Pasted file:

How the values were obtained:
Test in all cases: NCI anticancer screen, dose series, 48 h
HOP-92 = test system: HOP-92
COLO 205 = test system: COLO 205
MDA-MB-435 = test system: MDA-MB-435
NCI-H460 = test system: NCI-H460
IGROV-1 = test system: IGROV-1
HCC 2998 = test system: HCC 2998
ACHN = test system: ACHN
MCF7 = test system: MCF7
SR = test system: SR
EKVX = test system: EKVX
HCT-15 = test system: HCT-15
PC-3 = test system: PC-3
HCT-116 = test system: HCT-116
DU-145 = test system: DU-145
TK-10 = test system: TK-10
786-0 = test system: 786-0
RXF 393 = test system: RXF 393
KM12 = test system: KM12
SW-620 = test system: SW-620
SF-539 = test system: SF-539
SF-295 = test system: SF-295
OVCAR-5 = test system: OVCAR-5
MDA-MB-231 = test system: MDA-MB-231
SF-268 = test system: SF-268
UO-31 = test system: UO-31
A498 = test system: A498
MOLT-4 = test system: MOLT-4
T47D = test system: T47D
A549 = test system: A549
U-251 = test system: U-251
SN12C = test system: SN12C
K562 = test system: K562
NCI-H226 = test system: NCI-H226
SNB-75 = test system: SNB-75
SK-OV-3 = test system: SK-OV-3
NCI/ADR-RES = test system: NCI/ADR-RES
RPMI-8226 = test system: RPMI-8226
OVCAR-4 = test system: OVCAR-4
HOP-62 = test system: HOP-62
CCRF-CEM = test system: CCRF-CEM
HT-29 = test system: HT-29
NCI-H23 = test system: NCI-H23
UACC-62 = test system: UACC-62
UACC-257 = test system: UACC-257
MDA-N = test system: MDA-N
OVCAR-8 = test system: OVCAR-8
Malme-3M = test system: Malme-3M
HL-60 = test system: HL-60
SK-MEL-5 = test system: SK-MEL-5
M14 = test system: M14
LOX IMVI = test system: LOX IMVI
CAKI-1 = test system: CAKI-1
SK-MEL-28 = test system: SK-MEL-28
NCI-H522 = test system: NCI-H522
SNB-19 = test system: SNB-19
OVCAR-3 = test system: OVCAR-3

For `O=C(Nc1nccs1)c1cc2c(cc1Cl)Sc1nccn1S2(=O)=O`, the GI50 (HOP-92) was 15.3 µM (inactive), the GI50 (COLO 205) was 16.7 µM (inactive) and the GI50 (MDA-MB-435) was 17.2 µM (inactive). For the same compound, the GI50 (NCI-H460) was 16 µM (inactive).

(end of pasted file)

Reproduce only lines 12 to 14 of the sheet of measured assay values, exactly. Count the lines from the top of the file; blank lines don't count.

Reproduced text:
EKVX = test system: EKVX
HCT-15 = test system: HCT-15
PC-3 = test system: PC-3